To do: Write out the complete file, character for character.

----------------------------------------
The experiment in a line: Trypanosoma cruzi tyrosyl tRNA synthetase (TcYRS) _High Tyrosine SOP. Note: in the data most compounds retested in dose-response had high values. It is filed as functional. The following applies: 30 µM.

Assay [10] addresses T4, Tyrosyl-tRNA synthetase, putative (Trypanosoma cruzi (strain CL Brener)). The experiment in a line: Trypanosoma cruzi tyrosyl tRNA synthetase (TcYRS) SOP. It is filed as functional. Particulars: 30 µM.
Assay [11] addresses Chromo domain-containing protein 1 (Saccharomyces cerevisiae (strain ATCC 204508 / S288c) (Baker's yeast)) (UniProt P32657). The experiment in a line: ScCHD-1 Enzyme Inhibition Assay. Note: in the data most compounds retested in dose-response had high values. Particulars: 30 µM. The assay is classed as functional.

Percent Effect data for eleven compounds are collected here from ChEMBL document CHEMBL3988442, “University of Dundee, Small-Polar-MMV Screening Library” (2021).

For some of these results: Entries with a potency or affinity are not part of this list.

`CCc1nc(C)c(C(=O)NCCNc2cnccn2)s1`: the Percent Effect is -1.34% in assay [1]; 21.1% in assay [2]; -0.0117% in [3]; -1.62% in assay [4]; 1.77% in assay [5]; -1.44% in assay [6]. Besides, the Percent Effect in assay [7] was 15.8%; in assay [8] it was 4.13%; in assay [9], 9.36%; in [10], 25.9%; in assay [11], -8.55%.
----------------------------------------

The experiment in a line: Trypanosoma cruzi tyrosyl tRNA synthetase (TcYRS) _High Tyrosine SOP. Note: in the data most compounds retested in dose-response had high values. It is filed as functional. The following applies: 30 µM.

Assay [10] addresses T4, Tyrosyl-tRNA synthetase, putative (Trypanosoma cruzi (strain CL Brener)). The experiment in a line: Trypanosoma cruzi tyrosyl tRNA synthetase (TcYRS) SOP. It is filed as functional. Particulars: 30 µM.
Assay [11] addresses Chromo domain-containing protein 1 (Saccharomyces cerevisiae (strain ATCC 204508 / S288c) (Baker's yeast)) (UniProt P32657). The experiment in a line: ScCHD-1 Enzyme Inhibition Assay. Note: in the data most compounds retested in dose-response had high values. Particulars: 30 µM. The assay is classed as functional.

Percent Effect data for eleven compounds are collected here from ChEMBL document CHEMBL3988442, “University of Dundee, Small-Polar-MMV Screening Library” (2021).

For some of these results: Entries with a potency or affinity are not part of this list.

`CCc1nc(C)c(C(=O)NCCNc2cnccn2)s1`: the Percent Effect is -1.34% in assay [1]; 21.1% in assay [2]; -0.0117% in [3]; -1.62% in assay [4]; 1.77% in assay [5]; -1.44% in assay [6]. Besides, the Percent Effect in assay [7] was 15.8%; in assay [8] it was 4.13%; in assay [9], 9.36%; in [10], 25.9%; in assay [11], -8.55%.